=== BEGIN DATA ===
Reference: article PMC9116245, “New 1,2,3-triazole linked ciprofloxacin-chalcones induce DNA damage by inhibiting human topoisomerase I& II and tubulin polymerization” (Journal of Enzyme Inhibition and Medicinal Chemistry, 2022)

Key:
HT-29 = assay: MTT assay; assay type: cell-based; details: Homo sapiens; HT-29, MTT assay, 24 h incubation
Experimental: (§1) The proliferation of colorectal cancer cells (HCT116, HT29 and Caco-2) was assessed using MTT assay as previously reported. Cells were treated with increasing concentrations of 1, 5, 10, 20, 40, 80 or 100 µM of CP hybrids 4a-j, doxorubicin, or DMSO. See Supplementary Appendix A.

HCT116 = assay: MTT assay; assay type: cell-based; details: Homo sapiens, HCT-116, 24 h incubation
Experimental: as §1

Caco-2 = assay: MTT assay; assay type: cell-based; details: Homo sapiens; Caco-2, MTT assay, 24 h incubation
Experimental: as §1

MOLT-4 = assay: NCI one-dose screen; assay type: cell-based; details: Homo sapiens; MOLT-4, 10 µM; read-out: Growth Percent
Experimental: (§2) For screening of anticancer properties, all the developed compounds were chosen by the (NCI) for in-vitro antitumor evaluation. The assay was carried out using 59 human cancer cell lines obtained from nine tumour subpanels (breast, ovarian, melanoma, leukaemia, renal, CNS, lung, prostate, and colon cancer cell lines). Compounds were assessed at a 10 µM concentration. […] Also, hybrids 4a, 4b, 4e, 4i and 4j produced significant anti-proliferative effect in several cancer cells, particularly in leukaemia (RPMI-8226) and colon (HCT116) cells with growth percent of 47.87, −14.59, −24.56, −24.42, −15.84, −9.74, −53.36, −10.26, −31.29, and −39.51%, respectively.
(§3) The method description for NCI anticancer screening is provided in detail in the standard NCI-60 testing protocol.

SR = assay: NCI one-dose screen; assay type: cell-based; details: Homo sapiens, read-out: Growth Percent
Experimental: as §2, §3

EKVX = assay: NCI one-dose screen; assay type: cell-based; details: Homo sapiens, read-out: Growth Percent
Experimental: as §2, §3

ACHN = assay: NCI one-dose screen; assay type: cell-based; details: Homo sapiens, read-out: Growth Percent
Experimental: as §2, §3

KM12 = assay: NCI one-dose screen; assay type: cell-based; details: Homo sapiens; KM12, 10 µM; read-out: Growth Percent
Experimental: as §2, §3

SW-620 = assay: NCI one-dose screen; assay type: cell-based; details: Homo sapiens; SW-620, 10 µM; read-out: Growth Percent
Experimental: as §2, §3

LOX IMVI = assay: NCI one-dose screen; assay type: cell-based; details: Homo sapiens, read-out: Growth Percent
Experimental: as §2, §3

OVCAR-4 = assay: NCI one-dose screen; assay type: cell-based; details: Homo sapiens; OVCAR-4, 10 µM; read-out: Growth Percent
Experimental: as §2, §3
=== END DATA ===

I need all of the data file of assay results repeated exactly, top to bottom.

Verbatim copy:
Reference: article PMC9116245, “New 1,2,3-triazole linked ciprofloxacin-chalcones induce DNA damage by inhibiting human topoisomerase I& II and tubulin polymerization” (Journal of Enzyme Inhibition and Medicinal Chemistry, 2022)

Key:
HT-29 = assay: MTT assay; assay type: cell-based; details: Homo sapiens; HT-29, MTT assay, 24 h incubation
Experimental: (§1) The proliferation of colorectal cancer cells (HCT116, HT29 and Caco-2) was assessed using MTT assay as previously reported. Cells were treated with increasing concentrations of 1, 5, 10, 20, 40, 80 or 100 µM of CP hybrids 4a-j, doxorubicin, or DMSO. See Supplementary Appendix A.

HCT116 = assay: MTT assay; assay type: cell-based; details: Homo sapiens, HCT-116, 24 h incubation
Experimental: as §1

Caco-2 = assay: MTT assay; assay type: cell-based; details: Homo sapiens; Caco-2, MTT assay, 24 h incubation
Experimental: as §1

MOLT-4 = assay: NCI one-dose screen; assay type: cell-based; details: Homo sapiens; MOLT-4, 10 µM; read-out: Growth Percent
Experimental: (§2) For screening of anticancer properties, all the developed compounds were chosen by the (NCI) for in-vitro antitumor evaluation. The assay was carried out using 59 human cancer cell lines obtained from nine tumour subpanels (breast, ovarian, melanoma, leukaemia, renal, CNS, lung, prostate, and colon cancer cell lines). Compounds were assessed at a 10 µM concentration. […] Also, hybrids 4a, 4b, 4e, 4i and 4j produced significant anti-proliferative effect in several cancer cells, particularly in leukaemia (RPMI-8226) and colon (HCT116) cells with growth percent of 47.87, −14.59, −24.56, −24.42, −15.84, −9.74, −53.36, −10.26, −31.29, and −39.51%, respectively.
(§3) The method description for NCI anticancer screening is provided in detail in the standard NCI-60 testing protocol.

SR = assay: NCI one-dose screen; assay type: cell-based; details: Homo sapiens, read-out: Growth Percent
Experimental: as §2, §3

EKVX = assay: NCI one-dose screen; assay type: cell-based; details: Homo sapiens, read-out: Growth Percent
Experimental: as §2, §3

ACHN = assay: NCI one-dose screen; assay type: cell-based; details: Homo sapiens, read-out: Growth Percent
Experimental: as §2, §3

KM12 = assay: NCI one-dose screen; assay type: cell-based; details: Homo sapiens; KM12, 10 µM; read-out: Growth Percent
Experimental: as §2, §3

SW-620 = assay: NCI one-dose screen; assay type: cell-based; details: Homo sapiens; SW-620, 10 µM; read-out: Growth Percent
Experimental: as §2, §3

LOX IMVI = assay: NCI one-dose screen; assay type: cell-based; details: Homo sapiens, read-out: Growth Percent
Experimental: as §2, §3

OVCAR-4 = assay: NCI one-dose screen; assay type: cell-based; details: Homo sapiens; OVCAR-4, 10 µM; read-out: Growth Percent
Experimental: as §2, §3